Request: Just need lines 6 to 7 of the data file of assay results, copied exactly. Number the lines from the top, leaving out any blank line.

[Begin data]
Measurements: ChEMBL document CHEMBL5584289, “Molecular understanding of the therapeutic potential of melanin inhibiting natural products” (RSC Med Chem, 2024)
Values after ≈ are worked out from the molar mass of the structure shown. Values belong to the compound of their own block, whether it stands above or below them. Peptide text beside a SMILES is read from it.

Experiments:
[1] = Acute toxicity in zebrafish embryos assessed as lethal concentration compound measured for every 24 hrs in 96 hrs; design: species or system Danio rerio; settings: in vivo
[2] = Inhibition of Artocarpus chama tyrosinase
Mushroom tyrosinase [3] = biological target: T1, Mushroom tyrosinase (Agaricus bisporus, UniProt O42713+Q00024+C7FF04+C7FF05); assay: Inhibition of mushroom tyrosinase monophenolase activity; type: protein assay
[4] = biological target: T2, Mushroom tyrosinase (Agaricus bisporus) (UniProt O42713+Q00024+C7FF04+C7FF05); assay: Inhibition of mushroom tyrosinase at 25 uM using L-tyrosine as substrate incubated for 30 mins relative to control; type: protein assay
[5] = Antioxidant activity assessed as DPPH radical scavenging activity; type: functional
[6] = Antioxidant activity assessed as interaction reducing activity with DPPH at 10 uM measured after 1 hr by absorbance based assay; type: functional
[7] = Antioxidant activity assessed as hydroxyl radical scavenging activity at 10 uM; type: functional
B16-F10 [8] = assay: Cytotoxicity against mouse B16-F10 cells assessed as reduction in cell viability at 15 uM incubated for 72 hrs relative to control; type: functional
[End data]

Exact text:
Mushroom tyrosinase [3] = biological target: T1, Mushroom tyrosinase (Agaricus bisporus, UniProt O42713+Q00024+C7FF04+C7FF05); assay: Inhibition of mushroom tyrosinase monophenolase activity; type: protein assay
[4] = biological target: T2, Mushroom tyrosinase (Agaricus bisporus) (UniProt O42713+Q00024+C7FF04+C7FF05); assay: Inhibition of mushroom tyrosinase at 25 uM using L-tyrosine as substrate incubated for 30 mins relative to control; type: protein assay